Gender difference in the long-term clinical implications of new-onset atrial fibrillation after coronary artery bypass grafting

Seung Hyun Lee, Hancheol Lee, Jin Kyu Park, Jae Sun Uhm, Jong Youn Kim, Hui Nam Pak, Moon Hyoung Lee, Ho Geun Yoon, Boyoung Joung

Research output: Contribution to journalArticlepeer-review

3 Citations (Scopus)

Abstract

Purpose: New-onset postoperative atrial fibrillation (POAF) is associated with poor short- and long-term outcomes after isolated coronary artery bypass graft (CABG) surgery. This study evaluated gender differences in the long-term clinical implications of POAF. Materials and Methods: After propensity score matching, a gender-based comparison of long-term (>1 year) newly developed atrial fibrillation (LTAF) and mortality between 1664 (480 females) consecutive patients with (POAF) and without POAF (no-POAF) who had undergone CABG was performed. Results: During a follow-up of 49±28 months, cumulative survival free of LTAF was lower in the POAF group than in the no-POAF group for both males (92.1% vs. 98.2%, p<0.001) and females (84.1% vs. 98.0%, p<0.001). However, female patients with POAF more frequently developed LTAF than male POAF patients (13.9 % vs. 6.9%, p=0.049). In multivariate analysis, POAF was a significant predictor of LTAF among males [hazard ratio (HR) 4.91; 95% confidence interval (CI) 1.22-19.79, p=0.031] and females (HR 16.50; 95% CI 4.79-56.78; p<0.001). POAF was a predictor of long-term mortality among females (adjusted HR 3.96; 95% CI 1.13-13.87, p=0.033), but not among males. Conclusion: Although POAF was related to LTAF in both genders, cumulative survival free of LTAF was poorer among females than among males. Additionally, a significant correlation with long-term mortality after CABG was observed among female patients with POAF.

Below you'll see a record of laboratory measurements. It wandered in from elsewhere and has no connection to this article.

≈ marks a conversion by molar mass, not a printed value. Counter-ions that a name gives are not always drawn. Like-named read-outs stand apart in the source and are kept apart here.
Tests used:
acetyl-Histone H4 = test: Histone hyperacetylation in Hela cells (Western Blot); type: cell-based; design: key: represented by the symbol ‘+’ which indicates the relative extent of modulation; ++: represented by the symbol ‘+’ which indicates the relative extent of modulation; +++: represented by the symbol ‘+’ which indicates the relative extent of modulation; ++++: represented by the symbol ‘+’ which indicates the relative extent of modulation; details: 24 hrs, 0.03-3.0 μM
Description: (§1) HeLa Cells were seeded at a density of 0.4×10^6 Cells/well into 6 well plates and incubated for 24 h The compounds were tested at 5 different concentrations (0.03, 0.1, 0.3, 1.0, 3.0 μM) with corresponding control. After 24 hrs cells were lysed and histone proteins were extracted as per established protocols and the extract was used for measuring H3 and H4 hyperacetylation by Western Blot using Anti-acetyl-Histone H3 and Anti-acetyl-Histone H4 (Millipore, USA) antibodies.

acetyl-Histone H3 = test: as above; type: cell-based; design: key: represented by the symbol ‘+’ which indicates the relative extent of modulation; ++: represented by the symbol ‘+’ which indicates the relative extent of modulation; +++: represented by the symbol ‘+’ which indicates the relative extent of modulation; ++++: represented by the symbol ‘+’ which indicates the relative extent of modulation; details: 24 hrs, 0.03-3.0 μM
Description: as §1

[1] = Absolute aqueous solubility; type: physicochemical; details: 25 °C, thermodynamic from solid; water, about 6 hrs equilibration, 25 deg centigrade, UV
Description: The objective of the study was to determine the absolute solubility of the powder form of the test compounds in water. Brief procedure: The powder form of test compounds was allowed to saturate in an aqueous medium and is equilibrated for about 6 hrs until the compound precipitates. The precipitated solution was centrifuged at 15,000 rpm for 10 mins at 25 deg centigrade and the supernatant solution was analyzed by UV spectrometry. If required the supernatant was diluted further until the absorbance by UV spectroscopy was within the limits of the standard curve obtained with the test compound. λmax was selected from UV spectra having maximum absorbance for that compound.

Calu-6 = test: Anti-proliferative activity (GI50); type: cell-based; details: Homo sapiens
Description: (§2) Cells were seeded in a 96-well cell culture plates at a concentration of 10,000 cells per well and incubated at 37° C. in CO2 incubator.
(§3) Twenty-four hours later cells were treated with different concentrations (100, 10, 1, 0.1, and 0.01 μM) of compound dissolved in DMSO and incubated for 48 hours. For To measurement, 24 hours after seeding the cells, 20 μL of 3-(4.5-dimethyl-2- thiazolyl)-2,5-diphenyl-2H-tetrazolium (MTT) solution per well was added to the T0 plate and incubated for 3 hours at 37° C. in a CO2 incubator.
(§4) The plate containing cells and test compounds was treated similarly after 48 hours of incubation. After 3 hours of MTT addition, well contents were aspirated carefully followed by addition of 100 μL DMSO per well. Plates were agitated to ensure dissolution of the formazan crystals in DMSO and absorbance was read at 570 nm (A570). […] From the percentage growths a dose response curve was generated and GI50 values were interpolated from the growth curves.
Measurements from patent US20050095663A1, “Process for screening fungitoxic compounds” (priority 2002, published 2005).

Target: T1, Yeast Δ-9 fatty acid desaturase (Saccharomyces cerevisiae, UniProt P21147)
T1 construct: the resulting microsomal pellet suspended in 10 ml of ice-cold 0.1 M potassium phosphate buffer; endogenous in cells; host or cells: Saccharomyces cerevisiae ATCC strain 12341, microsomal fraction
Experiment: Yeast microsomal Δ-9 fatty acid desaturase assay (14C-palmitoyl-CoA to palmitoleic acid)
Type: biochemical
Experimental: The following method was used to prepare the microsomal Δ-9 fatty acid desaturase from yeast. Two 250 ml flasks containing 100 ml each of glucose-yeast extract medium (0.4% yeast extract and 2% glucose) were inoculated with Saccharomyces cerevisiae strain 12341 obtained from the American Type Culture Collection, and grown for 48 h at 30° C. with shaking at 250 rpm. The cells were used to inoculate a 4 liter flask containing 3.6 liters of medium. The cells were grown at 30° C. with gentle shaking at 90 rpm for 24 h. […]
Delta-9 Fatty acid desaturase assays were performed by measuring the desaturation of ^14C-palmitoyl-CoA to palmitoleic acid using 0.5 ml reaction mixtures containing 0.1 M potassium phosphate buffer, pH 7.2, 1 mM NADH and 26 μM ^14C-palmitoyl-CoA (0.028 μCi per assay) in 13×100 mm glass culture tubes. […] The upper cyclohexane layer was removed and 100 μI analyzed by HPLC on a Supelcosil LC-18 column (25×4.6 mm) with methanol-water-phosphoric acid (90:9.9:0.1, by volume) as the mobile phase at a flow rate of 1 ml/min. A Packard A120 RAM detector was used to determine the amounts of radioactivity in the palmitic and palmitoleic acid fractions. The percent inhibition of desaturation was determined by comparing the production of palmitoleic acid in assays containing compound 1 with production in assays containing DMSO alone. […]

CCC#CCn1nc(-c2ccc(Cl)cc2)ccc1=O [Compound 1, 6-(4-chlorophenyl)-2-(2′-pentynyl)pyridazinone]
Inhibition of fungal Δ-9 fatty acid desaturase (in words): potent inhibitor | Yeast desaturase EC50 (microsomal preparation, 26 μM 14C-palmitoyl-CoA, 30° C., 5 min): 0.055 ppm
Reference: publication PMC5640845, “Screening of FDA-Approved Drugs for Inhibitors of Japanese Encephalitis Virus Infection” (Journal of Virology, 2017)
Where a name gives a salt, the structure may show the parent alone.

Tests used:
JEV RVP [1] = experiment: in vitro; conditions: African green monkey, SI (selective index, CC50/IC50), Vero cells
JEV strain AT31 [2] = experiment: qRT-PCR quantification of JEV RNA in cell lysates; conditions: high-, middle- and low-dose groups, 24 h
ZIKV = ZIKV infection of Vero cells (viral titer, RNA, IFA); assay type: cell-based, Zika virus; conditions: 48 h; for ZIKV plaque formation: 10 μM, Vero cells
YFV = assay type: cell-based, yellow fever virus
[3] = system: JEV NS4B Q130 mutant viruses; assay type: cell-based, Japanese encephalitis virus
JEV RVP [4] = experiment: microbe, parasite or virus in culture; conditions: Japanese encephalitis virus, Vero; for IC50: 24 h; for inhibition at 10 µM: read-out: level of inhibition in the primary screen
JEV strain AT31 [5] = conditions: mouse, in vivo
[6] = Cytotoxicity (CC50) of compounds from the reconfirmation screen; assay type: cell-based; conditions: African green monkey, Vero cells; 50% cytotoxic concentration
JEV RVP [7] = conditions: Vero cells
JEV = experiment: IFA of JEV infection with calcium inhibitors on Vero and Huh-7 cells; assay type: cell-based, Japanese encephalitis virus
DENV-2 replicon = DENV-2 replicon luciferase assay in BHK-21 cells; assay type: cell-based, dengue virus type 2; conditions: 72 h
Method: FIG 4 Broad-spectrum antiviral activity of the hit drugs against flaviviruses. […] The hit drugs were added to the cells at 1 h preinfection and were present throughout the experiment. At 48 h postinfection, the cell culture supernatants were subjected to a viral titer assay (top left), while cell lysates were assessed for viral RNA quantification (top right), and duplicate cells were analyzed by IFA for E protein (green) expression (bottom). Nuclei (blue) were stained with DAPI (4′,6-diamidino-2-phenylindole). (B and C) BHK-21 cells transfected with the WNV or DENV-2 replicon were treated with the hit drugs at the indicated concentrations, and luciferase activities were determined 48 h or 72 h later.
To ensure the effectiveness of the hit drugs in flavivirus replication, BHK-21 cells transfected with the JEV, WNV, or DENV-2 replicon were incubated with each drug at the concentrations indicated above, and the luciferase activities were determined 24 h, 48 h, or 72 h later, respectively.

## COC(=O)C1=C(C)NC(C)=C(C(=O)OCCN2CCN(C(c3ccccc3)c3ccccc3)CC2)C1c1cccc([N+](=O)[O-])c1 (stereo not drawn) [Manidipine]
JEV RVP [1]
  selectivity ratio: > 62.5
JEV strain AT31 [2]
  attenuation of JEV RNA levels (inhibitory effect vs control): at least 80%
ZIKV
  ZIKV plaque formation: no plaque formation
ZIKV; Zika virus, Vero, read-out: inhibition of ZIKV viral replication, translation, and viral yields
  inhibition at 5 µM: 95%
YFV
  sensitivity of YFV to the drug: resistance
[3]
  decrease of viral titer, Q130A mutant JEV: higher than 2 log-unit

Original languageEnglish
Pages (from-to)1119-1127
Number of pages9
JournalYonsei medical journal
Volume58
Issue number6
DOIs
Publication statusPublished - 2017 Nov

Bibliographical note

Funding Information:
This research was supported by Basic Science Research Program through the National Research Foundation of Korea (NRF) funded by the Ministry of Science and ICT (NRF-2017R1A2B3003303) and grants from the Korean Healthcare technology R&D project funded by the Ministry of Health & Welfare (HI16C0058, HI15C1200).

All Science Journal Classification (ASJC) codes

  • Medicine(all)

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